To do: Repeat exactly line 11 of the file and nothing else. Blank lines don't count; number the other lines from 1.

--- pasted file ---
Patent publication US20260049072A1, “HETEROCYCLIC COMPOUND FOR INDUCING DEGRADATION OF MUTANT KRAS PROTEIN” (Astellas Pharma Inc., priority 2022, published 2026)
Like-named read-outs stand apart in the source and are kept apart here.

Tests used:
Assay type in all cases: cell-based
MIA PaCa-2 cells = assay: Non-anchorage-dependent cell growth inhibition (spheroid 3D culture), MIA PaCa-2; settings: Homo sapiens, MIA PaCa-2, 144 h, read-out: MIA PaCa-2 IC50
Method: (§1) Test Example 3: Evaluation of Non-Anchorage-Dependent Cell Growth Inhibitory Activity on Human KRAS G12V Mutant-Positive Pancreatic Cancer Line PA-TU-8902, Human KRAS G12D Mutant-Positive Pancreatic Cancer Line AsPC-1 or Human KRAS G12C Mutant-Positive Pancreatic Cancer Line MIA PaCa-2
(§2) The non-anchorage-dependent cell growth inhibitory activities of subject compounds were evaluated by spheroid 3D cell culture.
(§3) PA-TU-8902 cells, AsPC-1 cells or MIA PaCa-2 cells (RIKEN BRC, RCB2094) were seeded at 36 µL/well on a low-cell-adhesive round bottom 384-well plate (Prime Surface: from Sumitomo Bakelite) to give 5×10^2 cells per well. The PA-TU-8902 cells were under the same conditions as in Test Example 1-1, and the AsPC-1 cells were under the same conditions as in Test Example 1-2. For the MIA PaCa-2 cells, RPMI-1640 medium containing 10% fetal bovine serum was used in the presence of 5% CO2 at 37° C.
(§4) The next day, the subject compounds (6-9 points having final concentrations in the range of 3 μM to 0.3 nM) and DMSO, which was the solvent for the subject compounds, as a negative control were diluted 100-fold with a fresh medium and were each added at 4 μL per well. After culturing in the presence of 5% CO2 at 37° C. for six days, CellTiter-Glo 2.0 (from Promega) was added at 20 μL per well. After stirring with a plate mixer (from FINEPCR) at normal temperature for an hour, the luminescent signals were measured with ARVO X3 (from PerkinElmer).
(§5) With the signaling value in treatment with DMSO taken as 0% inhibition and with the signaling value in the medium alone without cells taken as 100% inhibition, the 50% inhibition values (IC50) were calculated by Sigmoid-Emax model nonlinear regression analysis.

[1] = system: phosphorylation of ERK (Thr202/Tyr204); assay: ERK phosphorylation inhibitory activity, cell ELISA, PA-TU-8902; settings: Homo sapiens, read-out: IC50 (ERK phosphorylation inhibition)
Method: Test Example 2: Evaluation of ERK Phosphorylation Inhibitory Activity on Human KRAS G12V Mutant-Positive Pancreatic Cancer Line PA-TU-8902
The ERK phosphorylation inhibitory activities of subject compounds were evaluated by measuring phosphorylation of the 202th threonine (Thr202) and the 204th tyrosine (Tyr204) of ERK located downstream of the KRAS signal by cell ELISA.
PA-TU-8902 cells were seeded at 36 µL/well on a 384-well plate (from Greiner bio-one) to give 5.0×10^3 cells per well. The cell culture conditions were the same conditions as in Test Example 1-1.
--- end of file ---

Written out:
[1] = system: phosphorylation of ERK (Thr202/Tyr204); assay: ERK phosphorylation inhibitory activity, cell ELISA, PA-TU-8902; settings: Homo sapiens, read-out: IC50 (ERK phosphorylation inhibition)